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In May 2002, Swiss officials notified the U.S. government that Padilla, whose name had been flagged in international databases, was traveling through Zurich on his way from Pakistan to Chicago.
U.S. marshals obtained a warrant to detain Padilla as a witness for a grand-jury investigation.
Until recently, few details were known about Padilla's 2002 encounter with federal agents at Chicago's O'Hare International Airport. This past September 5, however, U.S. Magistrate Judge Stephen T. Brown offered a partial view of sealed reports and public testimony from U.S. Customs and the FBI. The details of those documents are being reported here for the first time.
After Padilla stepped off the plane from Zurich, he was escorted by a U.S. Customs agent to a 20-by-40-foot interrogation room. There he met with Customs Agent Andy Ferreri. The federal official questioned Padilla about why he declared having $8000 in cash when, in fact, he carried a little more than $10,000. Padilla, who had not been arrested and was not restrained, replied that he didn't think it was a "big deal."
FBI officials from New York soon arrived. There were eight agents altogether. After Ferreri left, four of them spoke with Padilla. The other four stood guard outside. Padilla was remarkably forthcoming with the FBI, according to Judge Brown's summary of the sealed reports: "[Padilla] stated that he had been living in Egypt and then voluntarily discussed his early life and relationships and his incarceration, during which time he began his Islamic studies. He then discussed traveling to Pakistan and Egypt to continue his studies. Agent [Russell] Fincher asked the defendant how he was able to afford to do that, and the defendant replied that he was funded by a mosque in Florida and also mentioned several other individuals who helped him make arrangements to go to Egypt. Defendant also discussed his tutor in Islam studies, his pilgrimage to Mecca, and persons who assisted him."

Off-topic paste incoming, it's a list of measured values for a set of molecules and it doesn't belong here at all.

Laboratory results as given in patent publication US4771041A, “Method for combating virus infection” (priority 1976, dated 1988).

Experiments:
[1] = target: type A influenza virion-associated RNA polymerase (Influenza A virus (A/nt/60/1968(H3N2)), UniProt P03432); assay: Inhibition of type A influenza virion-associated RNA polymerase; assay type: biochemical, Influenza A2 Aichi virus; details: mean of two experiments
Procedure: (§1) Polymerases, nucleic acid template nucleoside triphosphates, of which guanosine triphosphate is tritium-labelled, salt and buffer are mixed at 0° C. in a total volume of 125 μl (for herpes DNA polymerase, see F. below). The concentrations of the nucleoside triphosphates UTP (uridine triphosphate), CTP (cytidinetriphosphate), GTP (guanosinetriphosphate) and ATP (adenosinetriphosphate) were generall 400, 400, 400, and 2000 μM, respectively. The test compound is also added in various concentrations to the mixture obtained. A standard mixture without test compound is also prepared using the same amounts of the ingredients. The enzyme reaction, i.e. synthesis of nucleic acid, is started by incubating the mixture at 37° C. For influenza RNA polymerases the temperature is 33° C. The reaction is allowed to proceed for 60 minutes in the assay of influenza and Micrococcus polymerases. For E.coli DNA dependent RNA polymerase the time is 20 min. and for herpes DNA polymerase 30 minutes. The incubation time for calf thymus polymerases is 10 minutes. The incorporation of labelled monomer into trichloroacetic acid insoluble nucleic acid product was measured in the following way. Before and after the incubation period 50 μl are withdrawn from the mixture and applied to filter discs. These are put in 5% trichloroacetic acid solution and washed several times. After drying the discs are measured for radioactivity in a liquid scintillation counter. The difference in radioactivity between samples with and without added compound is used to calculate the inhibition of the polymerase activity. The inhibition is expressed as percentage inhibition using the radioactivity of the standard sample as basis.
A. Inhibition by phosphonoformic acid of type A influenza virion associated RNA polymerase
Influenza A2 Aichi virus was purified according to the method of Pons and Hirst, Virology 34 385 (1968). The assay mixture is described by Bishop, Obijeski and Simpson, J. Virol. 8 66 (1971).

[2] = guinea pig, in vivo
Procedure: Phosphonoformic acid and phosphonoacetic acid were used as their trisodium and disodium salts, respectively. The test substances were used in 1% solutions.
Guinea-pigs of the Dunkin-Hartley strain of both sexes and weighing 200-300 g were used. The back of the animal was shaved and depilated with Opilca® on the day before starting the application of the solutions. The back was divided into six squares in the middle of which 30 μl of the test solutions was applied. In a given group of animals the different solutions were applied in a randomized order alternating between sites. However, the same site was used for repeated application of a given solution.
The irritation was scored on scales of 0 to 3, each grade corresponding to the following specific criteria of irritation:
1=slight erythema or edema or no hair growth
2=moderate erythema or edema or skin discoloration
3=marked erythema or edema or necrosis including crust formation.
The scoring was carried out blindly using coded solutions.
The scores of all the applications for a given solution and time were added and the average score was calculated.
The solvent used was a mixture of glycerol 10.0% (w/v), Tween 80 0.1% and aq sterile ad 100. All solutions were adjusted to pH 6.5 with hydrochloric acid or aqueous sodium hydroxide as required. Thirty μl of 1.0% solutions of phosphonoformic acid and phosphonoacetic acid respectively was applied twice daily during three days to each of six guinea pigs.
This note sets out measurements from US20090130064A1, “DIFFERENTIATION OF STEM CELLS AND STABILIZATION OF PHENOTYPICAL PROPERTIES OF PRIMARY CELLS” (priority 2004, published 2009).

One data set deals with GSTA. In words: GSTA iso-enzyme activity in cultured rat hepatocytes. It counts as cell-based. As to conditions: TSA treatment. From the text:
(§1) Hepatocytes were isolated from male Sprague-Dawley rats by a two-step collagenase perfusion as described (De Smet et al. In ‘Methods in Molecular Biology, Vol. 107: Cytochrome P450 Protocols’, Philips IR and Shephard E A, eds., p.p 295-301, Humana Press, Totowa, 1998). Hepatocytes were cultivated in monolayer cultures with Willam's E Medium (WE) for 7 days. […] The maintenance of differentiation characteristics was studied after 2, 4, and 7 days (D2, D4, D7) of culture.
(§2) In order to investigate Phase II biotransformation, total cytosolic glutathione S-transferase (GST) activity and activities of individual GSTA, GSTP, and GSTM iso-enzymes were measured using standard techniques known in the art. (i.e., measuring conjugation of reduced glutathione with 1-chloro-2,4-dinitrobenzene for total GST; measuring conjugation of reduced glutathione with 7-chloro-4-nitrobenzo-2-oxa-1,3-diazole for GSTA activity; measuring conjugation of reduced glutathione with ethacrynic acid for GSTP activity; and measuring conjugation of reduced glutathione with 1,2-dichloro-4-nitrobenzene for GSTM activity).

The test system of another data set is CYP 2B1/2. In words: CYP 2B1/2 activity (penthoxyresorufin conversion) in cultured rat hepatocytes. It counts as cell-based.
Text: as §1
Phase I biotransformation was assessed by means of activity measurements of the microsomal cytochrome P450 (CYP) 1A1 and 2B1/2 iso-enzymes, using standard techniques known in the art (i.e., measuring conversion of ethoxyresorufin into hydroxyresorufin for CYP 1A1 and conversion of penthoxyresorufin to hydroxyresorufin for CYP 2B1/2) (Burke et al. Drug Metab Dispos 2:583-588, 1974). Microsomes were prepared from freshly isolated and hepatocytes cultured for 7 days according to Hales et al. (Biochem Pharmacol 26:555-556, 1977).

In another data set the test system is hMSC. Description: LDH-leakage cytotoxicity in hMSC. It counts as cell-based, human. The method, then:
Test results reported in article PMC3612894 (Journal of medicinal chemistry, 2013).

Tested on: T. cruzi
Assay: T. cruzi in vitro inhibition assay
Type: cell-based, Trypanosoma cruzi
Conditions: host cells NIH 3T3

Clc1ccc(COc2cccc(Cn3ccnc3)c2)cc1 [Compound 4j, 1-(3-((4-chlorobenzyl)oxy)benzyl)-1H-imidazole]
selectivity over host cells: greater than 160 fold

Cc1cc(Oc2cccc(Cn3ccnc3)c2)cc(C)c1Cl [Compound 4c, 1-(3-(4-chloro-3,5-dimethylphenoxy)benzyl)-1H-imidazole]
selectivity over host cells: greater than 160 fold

Padilla told FBI officials he wanted to call his mother in Florida, because "he had been 'clean' for many years and did not want his mother to perceive that he was in any kind of trouble." FBI agents pressed Padilla for details: Why do you need to call her? Padilla then dropped the request.
Agent Fincher then became to use the FBI man's word from his report "confrontational." He told Padilla what he believed had occurred in the Middle East: "that [Padilla] had been in Afghanistan, where he had engaged in training and met high-ranking al-Qaeda officials; that those officials sent [Padilla] back to Pakistan, where he was with other associates; that he had left Pakistan en route for somewhere for an act of terrorism; that [Padilla] had been delayed and traveled with another individual who was a foreign national with a false passport and was detained with that person in Karachi; and that [Padilla] then traveled from Zurich to Egypt and back and then to Chicago, where he intended to commit or conduct surveillance for a terrorist act."
The money, Fincher told Padilla, was intended to fund terrorism in the United States.
Padilla stood up. "The interview is over," he said. "It's time for me to go."
Fincher, who described Padilla's demeanor as "a bit confident" and "haughty," said he hoped Padilla would testify voluntarily before a grand jury in New York. The Puerto Rican-American then "asked questions about representation."
At that point, Fincher read Miranda rights and arrested Padilla on the warrant. Officials brought Padilla to New York.
One month later, on June 9, 2002, President George W. Bush declared Padilla an enemy combatant. "Padilla represents a continuing, present, and grave danger to the national security of the United States," Bush wrote.
The president used Mobbs's report as the basis for this conclusion. But, as is indicated in court filings, Mobbs left out a striking detail in his report to the president: The government's two al-Qaeda sources told officials that Padilla was not interested in martyrdom. He had said he refused to die for his faith.
Padilla spent the next three and a half years incarcerated, without access to an attorney, at a military brig in Charleston, South Carolina.
On November 22, 2005, Padilla was finally charged with a crime. Federal prosecutors in Miami alleged he and the other four men plotted to raise money to kill innocent civilians as part of a global terrorism campaign.
Despite his stature as the big-name defendant, Padilla is, in fact, a bit player in the government's case. He was transferred from South Carolina to South Florida on a military plane, with TV news fanfare awaiting him in the Magic City. The reason for his notoriety was obvious: Padilla's mug shot had been all over cable news for years; the tan man with short-cropped black hair was the new image of terror.
But documents filed in Miami don't even mention the most alarming allegation that Padilla was intent on setting off a crude nuclear device. Although the FBI's Arena had alleged Padilla was in contact with top leaders of al-Qaeda and was planning an attack on the United States, those charges were never levied in federal court.